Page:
Alcohol is a leading contributor to death and disability worldwide, but the global public health response to the harms of alcohol use is not commensurate with alcohol’s social, economic and health burden.

The World Health Organization (WHO) estimates that globally, approximately 3 million people die each year as a result of harmful alcohol consumption. More than half of these deaths are from noncommunicable diseases (NCDs) such as cancer and heart disease. Many millions more suffer as a consequence of their own or someone else’s alcohol use. Alcohol is also a cause of violence and injuries, and plays a role in susceptibility to diseases such as tuberculosis (TB). The economic toll amounts to hundreds of billions of dollars, and alcohol-related harm is a significant burden to health and development in low- and middle-income countries.  

Given the clear harm alcohol can cause, reducing alcohol consumption has been recognized as a priority of the UN Sustainable Development Goals. Governments have committed to a target of reducing harmful use of alcohol by 10 percent by 2025, and the WHO Global Strategy on Reducing the Harmful Use of Alcohol provides a roadmap for international and country action.

Alcohol use is strongly influenced by social context, laws and policies, and corporate practices, including marketing. As such, the public health response should be as robust as that for tobacco and, more recently, sugary beverages, and countries should adopt the strategies that are known to work to reduce harmful use.  Such measures include increasing prices via taxation to deter purchasing and consumption, especially among youth; restricting advertising and other marketing; and regulating the age of purchase and times and places alcohol can be sold.  

Despite clear evidence of the harm alcohol causes, this public health threat has not been adequately acknowledged or addressed.  In contrast to the growing response to other drivers of noncommunicable diseases, governments have paid too little attention to alcohol policy. Instead, too often, it is left to the alcohol industry to drive how alcohol is regulated, viewed and consumed.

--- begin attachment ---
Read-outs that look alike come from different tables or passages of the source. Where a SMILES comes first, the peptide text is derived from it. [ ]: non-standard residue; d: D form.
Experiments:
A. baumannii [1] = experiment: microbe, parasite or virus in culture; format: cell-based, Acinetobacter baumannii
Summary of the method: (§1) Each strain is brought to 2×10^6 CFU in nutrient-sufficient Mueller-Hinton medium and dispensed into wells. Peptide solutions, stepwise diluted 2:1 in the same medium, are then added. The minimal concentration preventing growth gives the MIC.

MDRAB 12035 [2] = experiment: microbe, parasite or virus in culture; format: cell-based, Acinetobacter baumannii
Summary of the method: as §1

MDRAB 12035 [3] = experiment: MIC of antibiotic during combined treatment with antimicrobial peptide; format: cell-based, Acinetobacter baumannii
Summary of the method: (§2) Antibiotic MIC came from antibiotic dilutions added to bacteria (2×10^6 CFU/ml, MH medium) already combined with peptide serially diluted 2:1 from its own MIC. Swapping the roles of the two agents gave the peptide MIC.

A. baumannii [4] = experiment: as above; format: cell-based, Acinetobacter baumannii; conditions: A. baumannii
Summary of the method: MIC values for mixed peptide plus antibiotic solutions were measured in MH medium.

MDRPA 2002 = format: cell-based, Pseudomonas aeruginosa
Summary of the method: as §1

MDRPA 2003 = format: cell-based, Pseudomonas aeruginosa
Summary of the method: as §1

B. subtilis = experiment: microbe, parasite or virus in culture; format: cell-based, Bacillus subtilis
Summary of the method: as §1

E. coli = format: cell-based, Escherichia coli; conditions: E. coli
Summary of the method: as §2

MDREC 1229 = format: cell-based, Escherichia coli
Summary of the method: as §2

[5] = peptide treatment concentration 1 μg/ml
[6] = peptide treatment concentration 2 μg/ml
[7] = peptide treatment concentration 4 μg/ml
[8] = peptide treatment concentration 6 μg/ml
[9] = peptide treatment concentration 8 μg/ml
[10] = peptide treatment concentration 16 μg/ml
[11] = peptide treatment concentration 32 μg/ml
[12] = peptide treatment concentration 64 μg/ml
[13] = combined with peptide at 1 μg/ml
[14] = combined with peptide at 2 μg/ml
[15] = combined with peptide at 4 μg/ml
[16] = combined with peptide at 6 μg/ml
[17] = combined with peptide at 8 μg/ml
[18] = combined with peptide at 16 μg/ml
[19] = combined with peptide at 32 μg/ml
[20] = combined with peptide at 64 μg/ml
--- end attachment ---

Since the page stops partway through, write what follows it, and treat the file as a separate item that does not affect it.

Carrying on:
This document attempts to clarify and articulate the key issues that need to be addressed to encourage coherent alcohol policies. It is being launched in a crucial year for alcohol control advocacy.  In 2018, governments will return to the United Nations for the third UN High-Level Meeting on NCDs to review global progress and adopt new commitments for action. We hope this document will be useful to advocates in noncommunicable disease prevention and control, food policy, injury and violence prevention, mental health, substance abuse prevention, gender-based violence prevention, and other sectors.

The most important attribute of the messages in this document is that they are science-based. Only through rigorous fidelity to facts and evidence will the public health response to the harms of alcohol advance and successfully counter misinformation from the alcohol industry. Our intent is that this document will be used to advance alcohol policies to save lives and reduce suffering.